Musings on gender and identity

An excerpt from an essay I wrote for a gender course. Some background for this:

This draws on various ideas about L’Écriture Féminine (Hélene Cixous) and also for certain stylistic aspects on an essay by Rachel Blau du Plessis called “For the Etruscans”.

And now… the essay! This is not a continuous excerpt from the essay, but more like the highlights. (In some ways this is a bit dated, but I feel still relevant.)

In writing bisexuality, we/you/I need a language that is more/other than oppositional….

I’m not defined by what I’m not, not defined against a norm (not as much), not defined against another way of being (I won’t let myself be). I want to be defined in combination, as this and this and this, not as this but not that. I want to remove binary opposition, at least in the language with which I describe myself (sexuality), because what I’m not (and there are things I’m not) doesn’t even have a name (monosexual?)…..

To be bisexual is linked (for me) to race, to a refusal to be either black or white  (why only ever two choices?) but to embrace all my parts. If I had not made this decision, did not know of my other selves (black, white, Asian), I would still be forcing myself to choose (gay/straight, black/white). Not cowardice, not denial, nor is it ignorance of the issues (although mostly they are theoretical/distant for me (and I realize again my privilege) but still real).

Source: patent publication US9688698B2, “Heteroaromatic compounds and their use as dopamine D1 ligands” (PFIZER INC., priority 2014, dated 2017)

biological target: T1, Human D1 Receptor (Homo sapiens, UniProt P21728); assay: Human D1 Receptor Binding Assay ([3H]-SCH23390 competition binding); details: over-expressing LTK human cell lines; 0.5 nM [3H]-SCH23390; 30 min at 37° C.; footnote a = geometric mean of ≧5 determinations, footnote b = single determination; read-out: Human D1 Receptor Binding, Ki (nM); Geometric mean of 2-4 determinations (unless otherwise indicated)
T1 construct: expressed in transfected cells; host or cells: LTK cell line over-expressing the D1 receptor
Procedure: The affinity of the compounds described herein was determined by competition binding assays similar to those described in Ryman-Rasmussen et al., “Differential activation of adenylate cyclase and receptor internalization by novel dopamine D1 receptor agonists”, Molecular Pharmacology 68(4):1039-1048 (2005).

I am constantly qualifying myself (amplifying, negating, commenting upon) – everything I say is questionable (by me and by others). The language I use tempts me to say certain things, think, feel, do certain things, and I must query what I produce, a double consciousness (Du Bois) imperative for survival of (my) meaning. Nothing I say is simple (cannot be) – language conceals (I can only say words others have conceived) and I find I can write myself out of existence (following the mistakes of others) because I’m taught these things  (race/class/gender/sexuality) don’t exist (aren’t important) and I write myself as straight white man (I am not, must not be) ignoring my (true, real) self (selves). Following the myth of the universal (the simple). All my examples (models) were of someone else. Only now am I writing myself (in all its complexity) back into my work (I am beyond binary).

© bardofupton 2018


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